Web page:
April 30, 2021
I believe I have enough individual coverage of the most famous women in the Old West for a decent book cover, but which ones do I use? And how many should I composite, all together? That is my creative question for today.
A Quick Inventory of Available Images
Well, for one thing, it probably wouldn't hurt to have a famous Mexican Mamacita front and center.
Or, I couldn't go wrong to include a famous female who consorted with outlaws, you know, the one with the crazy, cool name.
Daily Whip Out: "Etta Place"
Or, even a famous captivo who perhaps did not want to be "rescued."
And, of course, a certain Apache warrior would definitely be a must.
Daily Whip Out: "Lozen"
And, naturally, we need to keep it diverse, thus, this fine figured woman.
And, we need coverage of the Wild West Shows and Rodeo Arena performers. . .
Oh, and we can't forget this little criminal.
Okay, who am I missing? Ooops. Can't forget the hatchet lady.
Daily Whip Out: "Carry Nation"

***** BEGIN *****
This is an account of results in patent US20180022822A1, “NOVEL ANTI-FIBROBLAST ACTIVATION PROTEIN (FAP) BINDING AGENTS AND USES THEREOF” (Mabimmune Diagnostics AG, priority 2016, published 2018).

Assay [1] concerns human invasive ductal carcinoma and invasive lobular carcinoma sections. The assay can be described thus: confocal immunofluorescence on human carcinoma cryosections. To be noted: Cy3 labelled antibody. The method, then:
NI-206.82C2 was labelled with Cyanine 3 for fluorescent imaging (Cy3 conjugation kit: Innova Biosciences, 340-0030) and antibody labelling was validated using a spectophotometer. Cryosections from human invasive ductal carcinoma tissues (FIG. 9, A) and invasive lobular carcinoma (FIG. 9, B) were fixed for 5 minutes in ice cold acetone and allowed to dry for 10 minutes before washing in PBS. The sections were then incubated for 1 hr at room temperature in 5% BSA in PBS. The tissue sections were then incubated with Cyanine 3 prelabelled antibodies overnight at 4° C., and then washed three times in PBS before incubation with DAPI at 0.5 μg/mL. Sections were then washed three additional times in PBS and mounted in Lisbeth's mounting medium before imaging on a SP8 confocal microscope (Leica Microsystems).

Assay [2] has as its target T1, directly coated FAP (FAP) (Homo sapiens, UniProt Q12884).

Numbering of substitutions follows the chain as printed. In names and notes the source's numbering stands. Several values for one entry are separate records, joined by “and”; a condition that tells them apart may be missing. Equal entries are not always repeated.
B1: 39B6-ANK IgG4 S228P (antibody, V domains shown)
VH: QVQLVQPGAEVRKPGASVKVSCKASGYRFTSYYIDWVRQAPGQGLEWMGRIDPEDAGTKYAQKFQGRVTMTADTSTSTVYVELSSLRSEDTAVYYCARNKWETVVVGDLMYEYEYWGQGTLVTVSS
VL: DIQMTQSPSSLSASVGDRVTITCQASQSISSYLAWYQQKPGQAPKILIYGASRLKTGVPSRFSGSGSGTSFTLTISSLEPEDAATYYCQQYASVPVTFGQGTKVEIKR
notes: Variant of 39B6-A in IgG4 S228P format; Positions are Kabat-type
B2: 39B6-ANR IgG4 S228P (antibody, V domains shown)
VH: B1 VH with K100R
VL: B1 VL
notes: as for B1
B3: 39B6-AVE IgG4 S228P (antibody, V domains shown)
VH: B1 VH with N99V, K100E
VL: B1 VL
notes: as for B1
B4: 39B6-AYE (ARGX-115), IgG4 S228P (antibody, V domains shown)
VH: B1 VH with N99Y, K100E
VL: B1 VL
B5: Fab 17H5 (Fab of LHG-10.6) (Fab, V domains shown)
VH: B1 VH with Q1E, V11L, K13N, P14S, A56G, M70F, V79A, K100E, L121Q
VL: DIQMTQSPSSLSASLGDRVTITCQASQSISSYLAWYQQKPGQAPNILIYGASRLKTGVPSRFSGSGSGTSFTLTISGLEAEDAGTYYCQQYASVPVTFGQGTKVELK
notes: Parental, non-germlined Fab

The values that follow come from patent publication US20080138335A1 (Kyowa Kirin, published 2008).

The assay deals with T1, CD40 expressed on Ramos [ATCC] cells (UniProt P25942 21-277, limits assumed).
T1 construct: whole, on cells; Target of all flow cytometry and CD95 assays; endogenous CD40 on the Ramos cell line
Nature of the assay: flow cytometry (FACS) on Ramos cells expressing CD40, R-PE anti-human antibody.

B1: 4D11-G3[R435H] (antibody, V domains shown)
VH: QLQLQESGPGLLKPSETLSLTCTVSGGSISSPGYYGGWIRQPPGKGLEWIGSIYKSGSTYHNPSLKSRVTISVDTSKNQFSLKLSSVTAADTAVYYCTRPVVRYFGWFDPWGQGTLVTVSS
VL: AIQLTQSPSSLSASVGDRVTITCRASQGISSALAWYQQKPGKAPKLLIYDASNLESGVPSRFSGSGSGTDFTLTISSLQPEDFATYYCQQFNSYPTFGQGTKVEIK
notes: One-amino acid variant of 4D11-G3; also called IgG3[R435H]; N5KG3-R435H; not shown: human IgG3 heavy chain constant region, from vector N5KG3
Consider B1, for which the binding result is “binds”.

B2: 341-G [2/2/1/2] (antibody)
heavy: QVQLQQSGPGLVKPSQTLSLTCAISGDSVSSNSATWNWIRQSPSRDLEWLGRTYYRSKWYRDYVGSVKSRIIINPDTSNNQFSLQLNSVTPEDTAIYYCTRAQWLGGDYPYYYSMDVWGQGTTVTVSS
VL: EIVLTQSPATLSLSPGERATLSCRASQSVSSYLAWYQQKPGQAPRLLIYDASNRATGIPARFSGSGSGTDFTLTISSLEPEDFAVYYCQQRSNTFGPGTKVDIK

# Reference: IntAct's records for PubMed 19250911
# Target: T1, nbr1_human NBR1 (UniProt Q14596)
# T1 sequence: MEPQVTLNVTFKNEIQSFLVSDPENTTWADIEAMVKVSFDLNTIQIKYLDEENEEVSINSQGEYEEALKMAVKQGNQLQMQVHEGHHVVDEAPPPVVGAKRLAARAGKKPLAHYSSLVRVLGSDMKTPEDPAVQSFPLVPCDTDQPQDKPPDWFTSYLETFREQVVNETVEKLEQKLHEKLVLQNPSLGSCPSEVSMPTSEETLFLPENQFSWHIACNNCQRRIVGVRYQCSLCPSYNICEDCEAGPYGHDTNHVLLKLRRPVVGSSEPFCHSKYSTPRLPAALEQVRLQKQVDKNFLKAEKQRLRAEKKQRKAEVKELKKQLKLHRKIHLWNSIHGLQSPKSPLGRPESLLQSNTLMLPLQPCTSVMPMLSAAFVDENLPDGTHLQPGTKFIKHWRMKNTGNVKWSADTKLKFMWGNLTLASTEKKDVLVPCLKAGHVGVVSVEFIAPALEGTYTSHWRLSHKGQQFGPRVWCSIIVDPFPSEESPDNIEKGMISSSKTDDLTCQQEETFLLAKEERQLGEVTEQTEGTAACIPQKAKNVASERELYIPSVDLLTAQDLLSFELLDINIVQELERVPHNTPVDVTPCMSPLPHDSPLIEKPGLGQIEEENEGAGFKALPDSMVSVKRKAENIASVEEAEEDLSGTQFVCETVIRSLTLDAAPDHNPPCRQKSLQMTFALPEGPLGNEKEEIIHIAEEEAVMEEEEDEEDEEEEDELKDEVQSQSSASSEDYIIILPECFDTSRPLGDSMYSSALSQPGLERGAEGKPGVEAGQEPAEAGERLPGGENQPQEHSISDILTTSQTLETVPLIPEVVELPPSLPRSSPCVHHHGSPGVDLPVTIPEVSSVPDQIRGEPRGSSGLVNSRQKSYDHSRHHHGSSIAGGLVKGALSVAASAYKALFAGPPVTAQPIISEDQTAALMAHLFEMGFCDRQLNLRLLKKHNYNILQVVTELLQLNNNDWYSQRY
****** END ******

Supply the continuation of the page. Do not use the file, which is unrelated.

"The Nude Duel That Will Not Die"
Oh, and then there's the cigar smoking entertainer who left an estate worth $4 million dollars.
Now, how do we composite all of these fine looking women onto one canvas and make a compelling cover out of it? My first reaction is, it can't be done because it'll be too crowded. And my worst fear is, it will look like a bad, high school annual, with postage stamp faces.
But then I remembered a certain album cover back in the day.
True it was crowded and bit too much. But, it couldn't have been any cooler—and it still is!
I just noticed this, but isn't that Johnny Weissmuller (as Tarzan) between Ringo and Paul? And did you know, Shirley Temple is in there twice? I know, I know, I'm slow. Give me a break, it's only been 54 years!
Rough sketches tomorrow, plus all the women I left out, like Sakajawea and Annie Oaklley and, the list goes on and on. . .
"So let me introduce to you, the act you've known for all these years. . ."
—The Beatles, title track, Sgt. Peppers
"Go to the net, or stay behind the baseline. Don't get caught in the middle."
—Old Tennis Coach Saying